-  A change in the feel or appearance of the skin on the breast or nipple (dimpled, puckered, scaly, or inflamed).
 -  Redness of the skin on the breast or nipple.
 -  A change in shape or position of the nipple
An area that is distinctly different from any other area on either breast.
-   A marble-like hardened area under the skin.
What Are the Types of Breast Cancer?
The most common types of breast cancer are:

Invasive ductal carcinoma. This cancer starts in the milk ducts of the breast. Then it breaks through the wall of the duct and invades the fatty tissue of the breast. This is the most common form of breast cancer, accounting for 80% of invasive cases.

Ductal carcinoma in situ (DCIS) is ductal carcinoma in its earliest stage (stage 0). "In situ" refers to the fact that the cancer hasn't spread beyond its point of origin. In this case, the disease is confined to the milk ducts and has not invaded nearby breast tissue. If untreated, ductal carcinoma in situ may become invasive cancer. It is often curable.

Infiltrating (invasive) lobular carcinoma. This cancer begins in the lobules of the breast where breast milk is produced, but has spread to surrounding tissues or other parts of the body. It accounts for about 10% of invasive breast cancers.

Lobular carcinoma in situ (LCIS) is cancer that is only in the lobules of the breast. It isn't a true cancer, but serves as a marker for the increased risk of developing breast cancer later. Thus, it is important for women with lobular carcinoma in situ to have regular clinical breast exams and mammograms.
In addition, there are several other less common types of breast cancer.

What Are the Stages of Breast Cancer?
      Early stage or stage 0 breast cancer is when the disease is localized to the breast with no evidence of spread to the lymph nodes (carcinoma in situ).

        Stage I breast cancer: The cancer is 2 centimeters or less in size and it hasn't spread anywhere.

   Stage IIA breast cancer is a tumor smaller than 2 centimeters across with lymph node involvement or a tumor that is larger than 2 but less than 5 centimeters across without underarm lymph node involvement.

   Stage IIB is a tumor that is greater than 5 centimeters across without underarm lymph nodes testing positive for cancer or a tumor that is larger than 2 but less than 5 centimeters across with lymph node involvement.

   Stage IIIA breast cancer is also called locally advanced breast cancer. The tumor is larger than 5 centimeters and has spread to the lymph nodes under the arm, or a tumor that is any size with cancerous lymph nodes that adhere to one another or surrounding tissue.

   Stage IIIB breast cancer is a tumor of any size that has spread to the skin, chest wall, or internal mammary lymph nodes (located beneath the breast and inside the chest).

   Stage IIIC breast cancer is a tumor of any size that has spread more extensively and involves more lymph node invasion.

   Stage IV breast cancer is defined as a tumor, regardless of size, that has spread to places far away from the breast, such as bones, lungs, liver, brain, or distant lymph nodes.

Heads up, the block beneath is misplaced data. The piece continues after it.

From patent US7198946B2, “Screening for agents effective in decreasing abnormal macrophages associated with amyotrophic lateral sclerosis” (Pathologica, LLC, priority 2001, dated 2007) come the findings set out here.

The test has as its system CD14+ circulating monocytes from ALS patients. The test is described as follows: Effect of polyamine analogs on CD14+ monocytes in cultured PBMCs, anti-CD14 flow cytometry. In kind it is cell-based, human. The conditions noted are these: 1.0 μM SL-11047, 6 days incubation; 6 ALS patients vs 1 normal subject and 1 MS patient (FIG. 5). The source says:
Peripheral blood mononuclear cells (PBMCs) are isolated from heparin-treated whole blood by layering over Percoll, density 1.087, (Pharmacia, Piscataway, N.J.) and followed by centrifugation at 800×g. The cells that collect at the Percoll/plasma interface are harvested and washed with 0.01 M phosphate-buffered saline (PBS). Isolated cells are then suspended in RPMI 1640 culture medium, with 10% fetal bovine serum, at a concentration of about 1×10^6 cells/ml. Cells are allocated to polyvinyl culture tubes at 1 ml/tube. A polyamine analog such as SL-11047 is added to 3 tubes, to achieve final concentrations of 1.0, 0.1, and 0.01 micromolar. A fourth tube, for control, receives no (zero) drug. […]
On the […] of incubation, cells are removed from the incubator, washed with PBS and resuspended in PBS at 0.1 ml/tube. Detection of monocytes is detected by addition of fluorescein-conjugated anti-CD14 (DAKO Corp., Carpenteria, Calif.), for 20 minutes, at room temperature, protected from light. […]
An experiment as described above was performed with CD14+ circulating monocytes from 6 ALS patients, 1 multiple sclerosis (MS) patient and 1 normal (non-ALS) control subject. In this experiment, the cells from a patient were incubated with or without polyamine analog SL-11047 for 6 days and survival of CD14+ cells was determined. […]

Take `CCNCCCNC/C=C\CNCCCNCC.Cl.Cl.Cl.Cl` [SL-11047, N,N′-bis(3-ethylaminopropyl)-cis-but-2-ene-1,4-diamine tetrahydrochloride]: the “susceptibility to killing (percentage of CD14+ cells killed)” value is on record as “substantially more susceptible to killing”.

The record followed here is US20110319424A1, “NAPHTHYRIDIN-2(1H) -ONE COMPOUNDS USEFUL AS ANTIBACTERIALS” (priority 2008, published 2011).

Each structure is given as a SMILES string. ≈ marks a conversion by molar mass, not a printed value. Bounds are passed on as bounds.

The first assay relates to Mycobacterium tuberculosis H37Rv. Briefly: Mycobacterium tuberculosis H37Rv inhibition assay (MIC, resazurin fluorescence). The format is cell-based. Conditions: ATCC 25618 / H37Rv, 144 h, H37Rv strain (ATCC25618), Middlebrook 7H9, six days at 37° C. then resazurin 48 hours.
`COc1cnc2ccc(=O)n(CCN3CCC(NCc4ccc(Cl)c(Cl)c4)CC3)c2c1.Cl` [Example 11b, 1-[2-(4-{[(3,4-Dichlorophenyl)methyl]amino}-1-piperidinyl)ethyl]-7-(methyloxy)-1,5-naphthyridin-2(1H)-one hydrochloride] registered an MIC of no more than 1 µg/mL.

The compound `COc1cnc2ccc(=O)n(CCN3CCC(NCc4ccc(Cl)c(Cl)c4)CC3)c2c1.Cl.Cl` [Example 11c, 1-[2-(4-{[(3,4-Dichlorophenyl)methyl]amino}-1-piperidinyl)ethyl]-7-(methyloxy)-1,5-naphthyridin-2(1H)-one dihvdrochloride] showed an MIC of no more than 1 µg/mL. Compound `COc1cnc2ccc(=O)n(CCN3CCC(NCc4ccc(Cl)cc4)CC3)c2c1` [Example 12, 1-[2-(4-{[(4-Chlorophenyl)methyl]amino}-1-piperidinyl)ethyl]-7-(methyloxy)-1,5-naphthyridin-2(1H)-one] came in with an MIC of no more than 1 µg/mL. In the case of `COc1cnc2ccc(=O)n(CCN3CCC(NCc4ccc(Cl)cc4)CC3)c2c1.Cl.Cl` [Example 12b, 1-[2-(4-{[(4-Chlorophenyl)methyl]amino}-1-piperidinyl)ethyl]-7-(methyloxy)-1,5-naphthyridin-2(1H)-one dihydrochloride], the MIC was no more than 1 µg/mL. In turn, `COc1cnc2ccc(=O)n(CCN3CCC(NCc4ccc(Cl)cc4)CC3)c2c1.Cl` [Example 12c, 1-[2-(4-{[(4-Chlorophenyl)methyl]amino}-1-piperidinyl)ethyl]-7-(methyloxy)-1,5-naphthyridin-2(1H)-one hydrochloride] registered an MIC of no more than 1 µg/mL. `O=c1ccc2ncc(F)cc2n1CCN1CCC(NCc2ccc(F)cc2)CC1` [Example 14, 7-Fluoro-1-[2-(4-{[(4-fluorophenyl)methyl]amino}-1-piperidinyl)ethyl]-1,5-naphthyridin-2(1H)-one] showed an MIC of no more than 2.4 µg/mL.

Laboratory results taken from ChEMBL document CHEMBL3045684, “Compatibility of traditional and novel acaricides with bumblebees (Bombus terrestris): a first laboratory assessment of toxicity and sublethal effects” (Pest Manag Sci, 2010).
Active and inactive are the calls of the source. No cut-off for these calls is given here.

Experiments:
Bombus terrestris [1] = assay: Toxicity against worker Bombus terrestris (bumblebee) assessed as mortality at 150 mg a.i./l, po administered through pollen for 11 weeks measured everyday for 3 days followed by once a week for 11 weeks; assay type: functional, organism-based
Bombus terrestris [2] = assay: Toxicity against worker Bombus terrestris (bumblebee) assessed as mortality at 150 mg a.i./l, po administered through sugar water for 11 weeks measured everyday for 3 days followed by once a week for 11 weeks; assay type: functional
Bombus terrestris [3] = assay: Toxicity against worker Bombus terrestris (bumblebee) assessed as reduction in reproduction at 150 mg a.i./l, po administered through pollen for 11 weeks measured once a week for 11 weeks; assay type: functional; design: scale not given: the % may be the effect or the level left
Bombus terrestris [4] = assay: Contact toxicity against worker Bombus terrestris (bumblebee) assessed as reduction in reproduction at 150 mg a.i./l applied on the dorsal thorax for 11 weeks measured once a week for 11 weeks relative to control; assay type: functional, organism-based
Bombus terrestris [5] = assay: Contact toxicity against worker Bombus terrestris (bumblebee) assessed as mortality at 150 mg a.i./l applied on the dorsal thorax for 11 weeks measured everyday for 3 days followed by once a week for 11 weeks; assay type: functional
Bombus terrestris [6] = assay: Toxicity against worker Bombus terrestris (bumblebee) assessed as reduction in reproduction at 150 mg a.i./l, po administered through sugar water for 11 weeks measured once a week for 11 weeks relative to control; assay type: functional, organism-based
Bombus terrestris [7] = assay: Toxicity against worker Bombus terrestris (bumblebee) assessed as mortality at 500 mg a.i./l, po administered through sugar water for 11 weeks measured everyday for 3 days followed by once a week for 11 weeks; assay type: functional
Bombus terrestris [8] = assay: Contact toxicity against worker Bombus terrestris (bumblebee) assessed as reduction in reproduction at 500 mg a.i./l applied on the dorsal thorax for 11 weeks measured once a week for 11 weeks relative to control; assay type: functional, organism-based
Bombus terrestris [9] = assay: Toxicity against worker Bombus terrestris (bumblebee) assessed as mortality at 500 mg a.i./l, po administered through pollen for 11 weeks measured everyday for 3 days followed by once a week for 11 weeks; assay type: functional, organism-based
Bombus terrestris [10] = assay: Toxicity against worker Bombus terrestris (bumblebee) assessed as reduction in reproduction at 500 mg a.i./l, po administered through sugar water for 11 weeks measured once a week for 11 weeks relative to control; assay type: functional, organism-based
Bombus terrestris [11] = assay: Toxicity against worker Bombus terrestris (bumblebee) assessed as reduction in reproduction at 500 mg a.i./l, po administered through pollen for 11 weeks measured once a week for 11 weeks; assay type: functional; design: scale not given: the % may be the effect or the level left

How Is Breast Cancer Diagnosed?
During your regular physical exam, your doctor will take a careful personal and family history and perform a breast exam and possibly order a mammogram or an ultrasound of the breasts. In certain women who are at increased risk for breast cancer, an MRI may be ordered.
Based on the results of these tests, your doctor may or may not request a biopsy to get a sample of the breast mass cells or tissue.
After the sample is removed, it is sent to a lab for testing. A pathologist -- a doctor who specializes in diagnosing abnormal tissue changes -- views the sample under a microscope and looks for abnormal cell shapes or growth patterns. When cancer is present, the pathologist can tell what kind of cancer it is (ductal or lobular carcinoma) and whether it has spread beyond the ducts or lobules (invasive).
Lab tests such as hormone receptor tests (estrogen and progesterone) can show whether the hormones help the cancer to grow. If the test results show that hormones help the cancer grow (a positive test), the cancer is likely to respond to hormonal treatment. This therapy deprives the cancer of the estrogen hormone.
Breast cancer diagnosis and treatment are best accomplished by a team of experts working together with the patient. Each patient needs to evaluate the advantages and limitations of each type of treatment, and work with her team of doctors to develop the best approach.
Further Reading:
·         Partial Mastectomy
·         Total Mastectomy
·         Women's Health Home
How Is Breast Cancer Treated?
If the tests find breast cancer, you and your doctor will develop a treatment plan to eradicate the breast cancer, to reduce the chance of cancer returning in the breast, as well as to reduce the chance of the cancer traveling to a location outside of the breast. Treatment generally follows within a few weeks after the diagnosis.
The type of treatment recommended will depend on the size and location of the tumor in the breast, the results of lab tests done on the cancer cells and the stage or extent of the disease. Your doctor usually considers your age and general health as well as your feelings about the treatment options.